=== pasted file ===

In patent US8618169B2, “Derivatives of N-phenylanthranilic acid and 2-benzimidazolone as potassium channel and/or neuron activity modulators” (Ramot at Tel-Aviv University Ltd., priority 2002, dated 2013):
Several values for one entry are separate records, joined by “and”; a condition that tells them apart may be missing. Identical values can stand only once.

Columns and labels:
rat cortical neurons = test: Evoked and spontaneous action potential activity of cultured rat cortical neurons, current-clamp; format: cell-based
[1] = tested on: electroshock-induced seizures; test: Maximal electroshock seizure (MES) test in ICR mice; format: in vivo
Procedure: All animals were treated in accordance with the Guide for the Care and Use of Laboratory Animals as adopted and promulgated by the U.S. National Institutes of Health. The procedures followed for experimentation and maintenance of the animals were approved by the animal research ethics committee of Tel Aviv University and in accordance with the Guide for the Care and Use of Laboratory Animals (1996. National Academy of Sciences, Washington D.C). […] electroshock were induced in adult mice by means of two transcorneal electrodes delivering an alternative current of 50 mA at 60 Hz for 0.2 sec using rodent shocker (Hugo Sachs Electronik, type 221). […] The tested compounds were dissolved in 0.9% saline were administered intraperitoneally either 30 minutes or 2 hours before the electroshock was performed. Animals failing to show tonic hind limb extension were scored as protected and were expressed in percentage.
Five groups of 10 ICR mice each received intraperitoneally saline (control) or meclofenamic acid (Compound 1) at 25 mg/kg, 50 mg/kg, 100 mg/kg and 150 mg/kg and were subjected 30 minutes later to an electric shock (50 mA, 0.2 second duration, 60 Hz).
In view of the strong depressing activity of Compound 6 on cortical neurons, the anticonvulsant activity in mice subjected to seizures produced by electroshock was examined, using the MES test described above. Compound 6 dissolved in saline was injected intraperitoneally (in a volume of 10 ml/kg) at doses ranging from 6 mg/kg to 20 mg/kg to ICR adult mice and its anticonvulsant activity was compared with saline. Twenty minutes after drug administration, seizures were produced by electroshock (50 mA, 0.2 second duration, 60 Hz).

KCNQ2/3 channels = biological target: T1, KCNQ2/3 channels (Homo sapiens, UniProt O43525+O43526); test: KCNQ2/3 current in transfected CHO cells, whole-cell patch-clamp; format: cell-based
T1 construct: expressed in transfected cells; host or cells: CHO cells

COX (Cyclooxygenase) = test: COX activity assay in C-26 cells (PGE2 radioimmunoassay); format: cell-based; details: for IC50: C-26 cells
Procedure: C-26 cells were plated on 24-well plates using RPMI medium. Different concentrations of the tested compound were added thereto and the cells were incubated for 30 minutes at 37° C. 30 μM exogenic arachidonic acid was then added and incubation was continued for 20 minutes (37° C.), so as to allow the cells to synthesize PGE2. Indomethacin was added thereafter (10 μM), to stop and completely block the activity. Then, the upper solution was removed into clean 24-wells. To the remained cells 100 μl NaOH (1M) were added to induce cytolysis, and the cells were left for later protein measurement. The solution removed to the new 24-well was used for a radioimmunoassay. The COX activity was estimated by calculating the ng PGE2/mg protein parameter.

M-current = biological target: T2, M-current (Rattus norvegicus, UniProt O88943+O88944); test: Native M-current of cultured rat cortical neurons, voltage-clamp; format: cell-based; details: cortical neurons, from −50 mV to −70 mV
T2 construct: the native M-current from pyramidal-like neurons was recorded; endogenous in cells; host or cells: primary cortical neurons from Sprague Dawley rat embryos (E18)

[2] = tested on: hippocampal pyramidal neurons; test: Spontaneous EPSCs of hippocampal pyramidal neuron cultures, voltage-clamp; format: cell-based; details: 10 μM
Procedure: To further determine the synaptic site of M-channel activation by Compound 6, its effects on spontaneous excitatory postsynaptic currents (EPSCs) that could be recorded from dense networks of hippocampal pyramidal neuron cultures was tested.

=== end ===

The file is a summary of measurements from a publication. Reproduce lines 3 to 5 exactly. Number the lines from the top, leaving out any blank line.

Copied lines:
Columns and labels:
rat cortical neurons = test: Evoked and spontaneous action potential activity of cultured rat cortical neurons, current-clamp; format: cell-based
[1] = tested on: electroshock-induced seizures; test: Maximal electroshock seizure (MES) test in ICR mice; format: in vivo